This quick recipe is ideal for those days you are too busy to fuss. Add a salad and a loaf of crusty bread to round out dinner. After you assemble all the ingredients on your counter pop open a bottle of Soave white wine from the Veneto region in Italy to enjoy while you cook. It’s perfect for this meal. 

Photo by Jakub Kapusnak on Unsplash
Linguine with Artichokes and Leeks
2 medium leeks, white and light green parts only
2 12-ounce jars marinated artichoke hearts in oil
3 tbsp. olive oil
1 tbsp. lemon juice
3 tsp, kosher salt less will not disturb the flavors
1 tsp, freshly ground black pepper
1 pound linguine
½ cup freshly grated Parmesan

Halve the leeks lengthwise and cut into 1-inch pieces. Wash well to remove any sand grains.

Cut the artichokes lengthwise if large.

Heat the olive oil in a large skillet over medium-low heat, add the leeks, and cook until soft but not browned, stirring frequently, about 5 minutes. Remove the leeks from skillet and set aside.

Increase heat to medium and add the artichokes. Cook about 3 minutes stirring often.

Return the leeks to skillet and toss to mix. Stir in the lemon juice, salt, and pepper.

Cook the linguine according to the package directions, reserving ½ cup of the pasta water.

Transfer pasta to a large bowl. Add vegetables and toss with half the Parmesan cheese. Add a little pasta water to moisten if necessary. Sprinkle with the remaining cheese.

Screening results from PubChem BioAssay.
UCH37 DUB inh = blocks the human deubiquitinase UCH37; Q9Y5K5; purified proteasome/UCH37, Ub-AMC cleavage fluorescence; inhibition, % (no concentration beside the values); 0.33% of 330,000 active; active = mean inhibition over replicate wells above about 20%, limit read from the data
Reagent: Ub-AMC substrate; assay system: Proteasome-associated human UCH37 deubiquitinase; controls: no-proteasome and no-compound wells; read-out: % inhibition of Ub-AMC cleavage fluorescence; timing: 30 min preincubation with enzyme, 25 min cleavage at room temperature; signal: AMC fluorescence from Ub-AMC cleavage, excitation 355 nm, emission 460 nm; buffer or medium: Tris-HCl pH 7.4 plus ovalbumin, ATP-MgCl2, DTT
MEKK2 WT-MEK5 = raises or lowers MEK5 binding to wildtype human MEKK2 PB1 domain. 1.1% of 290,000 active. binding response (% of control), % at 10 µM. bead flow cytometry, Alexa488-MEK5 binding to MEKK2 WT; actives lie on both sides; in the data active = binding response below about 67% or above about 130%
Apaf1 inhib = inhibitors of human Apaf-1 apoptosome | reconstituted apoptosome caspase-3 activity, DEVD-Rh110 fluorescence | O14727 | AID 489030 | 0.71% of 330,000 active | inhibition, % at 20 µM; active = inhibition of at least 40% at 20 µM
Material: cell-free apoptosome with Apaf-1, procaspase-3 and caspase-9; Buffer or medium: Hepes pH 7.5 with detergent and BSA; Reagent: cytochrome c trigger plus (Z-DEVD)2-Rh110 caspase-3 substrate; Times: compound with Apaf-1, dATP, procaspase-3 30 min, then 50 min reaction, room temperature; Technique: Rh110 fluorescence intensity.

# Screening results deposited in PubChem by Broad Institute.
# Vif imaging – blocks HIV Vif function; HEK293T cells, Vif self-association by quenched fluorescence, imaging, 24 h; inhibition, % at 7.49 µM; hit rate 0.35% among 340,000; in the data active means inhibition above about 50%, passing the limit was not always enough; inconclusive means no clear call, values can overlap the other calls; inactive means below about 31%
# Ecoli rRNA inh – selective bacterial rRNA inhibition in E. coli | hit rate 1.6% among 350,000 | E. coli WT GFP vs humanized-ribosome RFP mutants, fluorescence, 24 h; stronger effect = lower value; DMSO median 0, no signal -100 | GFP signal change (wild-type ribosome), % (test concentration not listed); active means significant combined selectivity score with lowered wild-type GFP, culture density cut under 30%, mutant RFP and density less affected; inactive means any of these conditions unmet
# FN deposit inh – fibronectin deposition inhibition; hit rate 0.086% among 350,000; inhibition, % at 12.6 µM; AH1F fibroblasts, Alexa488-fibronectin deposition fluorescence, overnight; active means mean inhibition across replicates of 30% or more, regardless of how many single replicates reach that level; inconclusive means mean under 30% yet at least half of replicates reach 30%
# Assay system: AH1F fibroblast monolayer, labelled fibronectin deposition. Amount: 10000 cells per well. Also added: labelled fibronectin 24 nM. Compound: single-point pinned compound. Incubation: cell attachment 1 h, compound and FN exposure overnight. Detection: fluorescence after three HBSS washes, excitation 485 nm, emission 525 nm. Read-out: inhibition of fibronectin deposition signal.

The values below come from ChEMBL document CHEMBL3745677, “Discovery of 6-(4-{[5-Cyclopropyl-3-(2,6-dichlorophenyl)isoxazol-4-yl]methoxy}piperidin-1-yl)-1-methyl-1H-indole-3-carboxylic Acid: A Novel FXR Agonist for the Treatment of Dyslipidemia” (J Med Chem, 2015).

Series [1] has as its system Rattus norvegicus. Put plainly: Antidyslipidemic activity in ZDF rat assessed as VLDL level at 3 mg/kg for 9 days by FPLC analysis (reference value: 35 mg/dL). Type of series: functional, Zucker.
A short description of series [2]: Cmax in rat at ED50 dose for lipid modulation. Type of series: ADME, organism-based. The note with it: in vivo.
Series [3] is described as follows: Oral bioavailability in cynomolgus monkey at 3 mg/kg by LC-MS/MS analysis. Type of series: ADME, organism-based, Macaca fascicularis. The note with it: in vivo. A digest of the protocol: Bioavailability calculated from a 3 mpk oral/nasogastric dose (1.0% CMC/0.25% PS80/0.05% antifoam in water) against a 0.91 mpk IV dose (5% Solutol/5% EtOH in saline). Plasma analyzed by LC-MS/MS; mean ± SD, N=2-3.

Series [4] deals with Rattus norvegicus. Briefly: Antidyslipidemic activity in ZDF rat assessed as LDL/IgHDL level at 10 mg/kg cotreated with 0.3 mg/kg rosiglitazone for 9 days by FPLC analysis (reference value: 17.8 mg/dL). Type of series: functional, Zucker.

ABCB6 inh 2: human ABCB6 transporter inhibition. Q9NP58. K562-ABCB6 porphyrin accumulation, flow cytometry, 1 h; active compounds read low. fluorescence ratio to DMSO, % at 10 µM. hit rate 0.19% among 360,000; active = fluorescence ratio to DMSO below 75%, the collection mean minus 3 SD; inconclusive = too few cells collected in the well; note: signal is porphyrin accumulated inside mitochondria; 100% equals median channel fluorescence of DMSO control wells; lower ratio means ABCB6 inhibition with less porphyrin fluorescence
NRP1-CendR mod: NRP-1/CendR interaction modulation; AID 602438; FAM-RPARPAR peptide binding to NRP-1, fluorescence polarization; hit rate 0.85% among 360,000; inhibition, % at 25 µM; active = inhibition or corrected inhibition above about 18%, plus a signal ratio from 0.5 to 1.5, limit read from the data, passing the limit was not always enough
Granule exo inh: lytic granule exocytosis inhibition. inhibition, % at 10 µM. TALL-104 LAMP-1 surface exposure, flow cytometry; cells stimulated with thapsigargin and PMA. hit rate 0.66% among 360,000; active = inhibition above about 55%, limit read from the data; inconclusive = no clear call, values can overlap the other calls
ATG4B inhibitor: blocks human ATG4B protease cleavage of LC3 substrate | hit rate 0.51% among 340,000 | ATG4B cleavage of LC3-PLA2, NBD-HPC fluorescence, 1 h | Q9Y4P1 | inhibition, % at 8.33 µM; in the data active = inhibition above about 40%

May you enjoy all the days of your life filled with good friends, laughter, and seated around a well-laden table!

 Sloane


Ready to ignite that old flame? Or spark a new one? Take your partner by the hand and turn on your stove. A true romantic, award-winning author Sloane Taylor brings her creativity to the kitchen with easy-to-make meals sure to spark the intimacy and quality time you want with your special someone. Cooking together is only the start of the fun!

Create 45 complete dinners for two and flavor your evenings with a new dish. These 80 recipes use everyday foods already on most kitchen shelves. The recipes are easily increased for those fun times friends or family join your table. Date Night Dinners, Meals to Make Together for a Romantic Evening, is an ideal hostess and holiday gift, or for anyone who wants to spice things up.

 
BUY LINKS

Sloane Taylor is an Award-Winning author with a second passion in her life. She is an avid cook and posts new recipes on her blog every Wednesday. The recipes are user friendly, meaning easy. Taylor's cookbooks, Date Night Dinners, Summer Sizzle, and Recipes to Create Holidays Extraordinaire are released by Toque & Dagger Publishing and available at all book vendors. Excerpts from her books and free reads can be found on her website, blog, and her Amazon Author Page. Connect with Taylor on Facebook and Twitter.